(This article was first published in Alpinist 8, Autumn 2004. It also appears in Desert Towers: Fat Cat Summits and Kitty Litter Rock, by Steve “Crusher” Bartlett. This story is republished as a follow-up to the interview with Stevie Haston composed by Alpinist‘s Digital Editor Chris Van Leuven at the 2015 Winter Outdoor Retailer show in Salt Lake City, Utah–Ed.)
“Come on, let’s free climb the Titan.”
“Bugger off. That’s ridiculous.”
“No one dies from being ridiculous, but you could die on the Titan, so it can’t be ridiculous.”
Alice-in-Wonderland arguments are appropriate in the Daliesque spacescape of the Fishers; so are fear and moaning. Having failed to free climb the Finger of Fate route on several occasions, I was amazed when Andy Donson, who had clean-aided the Sundevil Chimney and freed the penultimate pitch, said it might be a goer. Crusher (aka: “the Mad Hatter”) had also been trying to get me to try it, but, as with alpine climbing, defeat in the Fishers often takes place before the climbing starts. But then dreams of conquest come alive again at the bottom of a bottle of Laphraoig.
The first two pitches of the Sundevil overhang a tad and are on colorful rock with brilliant protection, which, however, didn’t prevent me from taking three sixty-footers. Call that careless, use expletives both French and English, but it does air the bats in your belfry. These two pitches are as good as anything in the desert and will probably be done just for themselves, but the next pitches, in the chimneys, may fray the nerves more, being loose and gravelly. They require gritstone technique, albeit on mud. You will feel like Quasimodo tugging on the draperies of a Stone-Age cathedral as you bridge and bluster your way up, with a big drop tugging at your balls–but you will definitely feel alive. A nasty delicate section–all grace and poise–slapped me into the slab a few times before I summoned the seldom-used gritstone udge. Pro here was a six-inch hook and a tied-off nut-broddler. Pitch 5 was disappointingly solid and straightforward–until all points of contact let loose except for a foot cammed into a bucket of guano. The wide crack above is OK, although I was in no condition to understand that at the time, as I had reached the babbling stage.
[Photo] Laurence Gouault
You then arrive at a wide, comfortable ledge and belay attached to a friendly and considerately placed gargoyle. If at this point you feel as though you’re in the chess game in Alice’s Adventures in Wonderland don’t worry; everything is fine. When Laurence joined me here she pointed out I had dried froth at the corners of my mouth, and she asked about a stain around my groin. I still insist it was bat guano. From here the top is within sight: a nasty-looking crack with large, blownout peg scars that don’t like taking pro or hands or feet, followed by an easy chimney pitch. I found the crack very hard–but then again at the time I was fighting a lusty urge to be in Acapulco.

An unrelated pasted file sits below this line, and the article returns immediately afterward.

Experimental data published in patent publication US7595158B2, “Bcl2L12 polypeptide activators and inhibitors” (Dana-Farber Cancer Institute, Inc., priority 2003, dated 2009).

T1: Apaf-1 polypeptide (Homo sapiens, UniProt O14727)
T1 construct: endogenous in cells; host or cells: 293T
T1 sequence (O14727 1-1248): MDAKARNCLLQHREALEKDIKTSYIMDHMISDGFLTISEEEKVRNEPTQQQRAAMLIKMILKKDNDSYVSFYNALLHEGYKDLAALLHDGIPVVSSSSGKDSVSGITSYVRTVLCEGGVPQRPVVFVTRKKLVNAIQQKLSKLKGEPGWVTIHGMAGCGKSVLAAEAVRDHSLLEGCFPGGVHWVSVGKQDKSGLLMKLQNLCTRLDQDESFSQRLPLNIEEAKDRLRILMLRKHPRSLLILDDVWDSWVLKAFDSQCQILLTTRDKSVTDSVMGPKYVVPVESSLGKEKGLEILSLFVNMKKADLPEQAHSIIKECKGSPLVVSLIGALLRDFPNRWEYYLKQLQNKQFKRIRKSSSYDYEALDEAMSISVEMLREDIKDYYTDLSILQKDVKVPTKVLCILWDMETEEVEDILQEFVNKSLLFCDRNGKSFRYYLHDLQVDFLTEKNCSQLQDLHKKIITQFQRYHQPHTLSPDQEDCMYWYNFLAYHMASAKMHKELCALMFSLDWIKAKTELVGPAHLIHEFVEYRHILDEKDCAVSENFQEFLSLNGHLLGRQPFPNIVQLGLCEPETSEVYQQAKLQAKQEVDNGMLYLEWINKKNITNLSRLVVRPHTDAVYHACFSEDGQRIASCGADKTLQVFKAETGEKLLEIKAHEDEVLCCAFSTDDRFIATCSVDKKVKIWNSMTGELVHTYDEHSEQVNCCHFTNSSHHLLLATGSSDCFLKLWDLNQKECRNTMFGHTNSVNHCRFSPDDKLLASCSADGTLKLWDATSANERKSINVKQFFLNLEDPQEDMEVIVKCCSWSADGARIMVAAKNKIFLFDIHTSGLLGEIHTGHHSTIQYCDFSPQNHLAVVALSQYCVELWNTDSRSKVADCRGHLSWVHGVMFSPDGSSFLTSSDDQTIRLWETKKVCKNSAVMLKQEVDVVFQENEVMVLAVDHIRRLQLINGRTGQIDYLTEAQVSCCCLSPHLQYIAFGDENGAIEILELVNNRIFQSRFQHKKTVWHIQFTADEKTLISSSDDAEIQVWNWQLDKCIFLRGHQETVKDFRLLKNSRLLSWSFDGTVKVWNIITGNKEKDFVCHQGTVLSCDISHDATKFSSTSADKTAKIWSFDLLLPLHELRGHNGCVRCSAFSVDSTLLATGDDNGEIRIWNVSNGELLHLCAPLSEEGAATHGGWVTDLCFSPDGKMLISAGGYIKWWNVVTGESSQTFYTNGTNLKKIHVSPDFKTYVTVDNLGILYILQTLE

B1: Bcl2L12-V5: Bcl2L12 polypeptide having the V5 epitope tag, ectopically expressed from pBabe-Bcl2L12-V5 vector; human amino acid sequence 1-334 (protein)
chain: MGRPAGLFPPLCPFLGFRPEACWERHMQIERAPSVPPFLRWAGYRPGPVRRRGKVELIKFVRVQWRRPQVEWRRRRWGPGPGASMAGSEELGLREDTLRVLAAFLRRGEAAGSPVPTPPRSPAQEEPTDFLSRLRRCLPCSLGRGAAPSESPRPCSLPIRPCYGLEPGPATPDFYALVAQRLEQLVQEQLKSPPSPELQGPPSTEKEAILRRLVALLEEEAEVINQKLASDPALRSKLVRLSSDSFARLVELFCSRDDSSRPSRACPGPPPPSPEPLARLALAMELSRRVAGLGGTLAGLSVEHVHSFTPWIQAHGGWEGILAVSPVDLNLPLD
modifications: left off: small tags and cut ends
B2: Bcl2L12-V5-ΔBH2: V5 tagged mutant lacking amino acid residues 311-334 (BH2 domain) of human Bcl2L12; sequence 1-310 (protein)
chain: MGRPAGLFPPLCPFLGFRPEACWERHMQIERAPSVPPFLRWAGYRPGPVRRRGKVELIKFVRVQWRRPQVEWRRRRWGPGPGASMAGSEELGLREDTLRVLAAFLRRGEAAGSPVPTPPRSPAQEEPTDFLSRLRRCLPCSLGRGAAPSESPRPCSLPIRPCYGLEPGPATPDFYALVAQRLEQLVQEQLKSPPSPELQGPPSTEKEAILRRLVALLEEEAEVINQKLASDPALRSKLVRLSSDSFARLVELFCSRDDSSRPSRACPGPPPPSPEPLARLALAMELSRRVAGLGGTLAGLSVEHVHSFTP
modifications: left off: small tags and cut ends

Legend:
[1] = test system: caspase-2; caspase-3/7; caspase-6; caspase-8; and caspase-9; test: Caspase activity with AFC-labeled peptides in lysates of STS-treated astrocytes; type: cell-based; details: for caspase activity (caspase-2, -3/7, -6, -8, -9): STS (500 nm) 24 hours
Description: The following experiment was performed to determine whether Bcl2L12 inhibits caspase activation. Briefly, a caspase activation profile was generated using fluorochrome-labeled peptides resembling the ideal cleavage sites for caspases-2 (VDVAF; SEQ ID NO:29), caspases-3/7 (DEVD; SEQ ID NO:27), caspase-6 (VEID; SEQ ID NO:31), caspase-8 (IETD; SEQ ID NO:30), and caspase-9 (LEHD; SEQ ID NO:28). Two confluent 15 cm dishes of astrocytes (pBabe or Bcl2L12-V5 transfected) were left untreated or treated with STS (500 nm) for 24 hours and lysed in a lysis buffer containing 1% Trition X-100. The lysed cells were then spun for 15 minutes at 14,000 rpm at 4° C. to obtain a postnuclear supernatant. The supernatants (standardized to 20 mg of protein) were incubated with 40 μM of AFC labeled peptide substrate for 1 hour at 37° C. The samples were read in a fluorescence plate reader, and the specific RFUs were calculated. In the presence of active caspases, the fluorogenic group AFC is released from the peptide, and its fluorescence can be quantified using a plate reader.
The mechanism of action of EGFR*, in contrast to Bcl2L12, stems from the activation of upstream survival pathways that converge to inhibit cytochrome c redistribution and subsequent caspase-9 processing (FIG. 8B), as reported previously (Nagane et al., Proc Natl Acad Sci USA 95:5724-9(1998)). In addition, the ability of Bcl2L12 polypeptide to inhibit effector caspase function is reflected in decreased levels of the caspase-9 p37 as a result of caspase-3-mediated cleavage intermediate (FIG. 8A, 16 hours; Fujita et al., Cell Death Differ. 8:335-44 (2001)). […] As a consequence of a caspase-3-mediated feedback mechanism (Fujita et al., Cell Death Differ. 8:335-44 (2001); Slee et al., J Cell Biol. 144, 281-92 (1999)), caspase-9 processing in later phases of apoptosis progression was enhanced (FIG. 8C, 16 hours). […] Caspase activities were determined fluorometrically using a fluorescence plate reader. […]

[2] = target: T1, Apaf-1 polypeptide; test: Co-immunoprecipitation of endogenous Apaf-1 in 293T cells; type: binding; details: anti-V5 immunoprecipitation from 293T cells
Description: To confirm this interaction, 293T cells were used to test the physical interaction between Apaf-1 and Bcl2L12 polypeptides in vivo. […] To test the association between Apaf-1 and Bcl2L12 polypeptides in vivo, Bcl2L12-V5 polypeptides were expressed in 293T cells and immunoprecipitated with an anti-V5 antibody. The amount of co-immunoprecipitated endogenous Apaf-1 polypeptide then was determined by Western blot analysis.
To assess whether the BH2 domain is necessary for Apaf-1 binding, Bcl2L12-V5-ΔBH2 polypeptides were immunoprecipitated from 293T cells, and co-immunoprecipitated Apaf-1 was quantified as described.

You should top out just as the sun goes down, inappropriately dressed, bonked out and bleeding. Stare at the slowly appearing stars and know you have climbed a giant beanstalk of sand laid down eons ago–and know further that you have many things in common with people who think the moon is made of cheese. Rapping in the dark down the overhanging pitches goes surprisingly well until you rap straight into the ground with a thump.
Freeing the Titan is harder than, and took me longer than, doing the Eiger but is of the same genera and has left me with a powerful souvenir: a totem in the mind. The Fishers are one of the most powerful and magical places I have ever been. I did more climbing in the year I did the Sundevil than in nearly all the others I have been climbing, and it was the best route I did. There’s a downside to this: being just six feet above a bolt felt a bit bland afterward. There are many towers in the desert but only one Titan.